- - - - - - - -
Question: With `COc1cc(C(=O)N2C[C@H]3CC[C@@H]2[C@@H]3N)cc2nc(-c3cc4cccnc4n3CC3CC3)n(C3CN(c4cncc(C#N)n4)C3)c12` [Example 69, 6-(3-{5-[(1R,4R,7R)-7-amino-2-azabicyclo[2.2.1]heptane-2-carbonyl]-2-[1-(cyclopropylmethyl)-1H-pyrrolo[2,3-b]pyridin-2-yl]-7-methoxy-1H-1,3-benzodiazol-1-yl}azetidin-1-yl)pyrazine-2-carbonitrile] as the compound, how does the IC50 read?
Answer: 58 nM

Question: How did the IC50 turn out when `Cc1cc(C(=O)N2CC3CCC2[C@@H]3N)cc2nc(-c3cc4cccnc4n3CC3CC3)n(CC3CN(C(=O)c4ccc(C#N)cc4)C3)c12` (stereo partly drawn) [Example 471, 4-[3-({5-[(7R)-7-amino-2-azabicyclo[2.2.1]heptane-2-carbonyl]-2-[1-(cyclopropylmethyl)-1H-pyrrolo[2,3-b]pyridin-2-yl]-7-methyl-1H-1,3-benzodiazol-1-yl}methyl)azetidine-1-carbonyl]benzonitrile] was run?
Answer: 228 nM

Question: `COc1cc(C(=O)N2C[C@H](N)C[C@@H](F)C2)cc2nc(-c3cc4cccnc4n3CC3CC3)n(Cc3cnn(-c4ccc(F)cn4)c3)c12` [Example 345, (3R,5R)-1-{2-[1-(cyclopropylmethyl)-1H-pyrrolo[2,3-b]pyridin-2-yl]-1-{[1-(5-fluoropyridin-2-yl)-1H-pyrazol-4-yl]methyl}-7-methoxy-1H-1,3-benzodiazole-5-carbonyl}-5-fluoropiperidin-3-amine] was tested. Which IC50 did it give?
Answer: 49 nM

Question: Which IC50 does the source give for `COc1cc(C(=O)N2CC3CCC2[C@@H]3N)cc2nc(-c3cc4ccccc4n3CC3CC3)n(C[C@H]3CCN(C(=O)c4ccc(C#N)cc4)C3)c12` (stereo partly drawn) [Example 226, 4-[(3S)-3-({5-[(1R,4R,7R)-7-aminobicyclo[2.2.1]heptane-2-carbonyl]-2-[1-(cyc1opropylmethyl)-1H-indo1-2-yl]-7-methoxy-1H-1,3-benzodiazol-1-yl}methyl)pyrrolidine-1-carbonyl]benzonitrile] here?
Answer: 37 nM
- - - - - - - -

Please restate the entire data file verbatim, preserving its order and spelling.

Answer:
Question: With `COc1cc(C(=O)N2C[C@H]3CC[C@@H]2[C@@H]3N)cc2nc(-c3cc4cccnc4n3CC3CC3)n(C3CN(c4cncc(C#N)n4)C3)c12` [Example 69, 6-(3-{5-[(1R,4R,7R)-7-amino-2-azabicyclo[2.2.1]heptane-2-carbonyl]-2-[1-(cyclopropylmethyl)-1H-pyrrolo[2,3-b]pyridin-2-yl]-7-methoxy-1H-1,3-benzodiazol-1-yl}azetidin-1-yl)pyrazine-2-carbonitrile] as the compound, how does the IC50 read?
Answer: 58 nM

Question: How did the IC50 turn out when `Cc1cc(C(=O)N2CC3CCC2[C@@H]3N)cc2nc(-c3cc4cccnc4n3CC3CC3)n(CC3CN(C(=O)c4ccc(C#N)cc4)C3)c12` (stereo partly drawn) [Example 471, 4-[3-({5-[(7R)-7-amino-2-azabicyclo[2.2.1]heptane-2-carbonyl]-2-[1-(cyclopropylmethyl)-1H-pyrrolo[2,3-b]pyridin-2-yl]-7-methyl-1H-1,3-benzodiazol-1-yl}methyl)azetidine-1-carbonyl]benzonitrile] was run?
Answer: 228 nM

Question: `COc1cc(C(=O)N2C[C@H](N)C[C@@H](F)C2)cc2nc(-c3cc4cccnc4n3CC3CC3)n(Cc3cnn(-c4ccc(F)cn4)c3)c12` [Example 345, (3R,5R)-1-{2-[1-(cyclopropylmethyl)-1H-pyrrolo[2,3-b]pyridin-2-yl]-1-{[1-(5-fluoropyridin-2-yl)-1H-pyrazol-4-yl]methyl}-7-methoxy-1H-1,3-benzodiazole-5-carbonyl}-5-fluoropiperidin-3-amine] was tested. Which IC50 did it give?
Answer: 49 nM

Question: Which IC50 does the source give for `COc1cc(C(=O)N2CC3CCC2[C@@H]3N)cc2nc(-c3cc4ccccc4n3CC3CC3)n(C[C@H]3CCN(C(=O)c4ccc(C#N)cc4)C3)c12` (stereo partly drawn) [Example 226, 4-[(3S)-3-({5-[(1R,4R,7R)-7-aminobicyclo[2.2.1]heptane-2-carbonyl]-2-[1-(cyc1opropylmethyl)-1H-indo1-2-yl]-7-methoxy-1H-1,3-benzodiazol-1-yl}methyl)pyrrolidine-1-carbonyl]benzonitrile] here?
Answer: 37 nM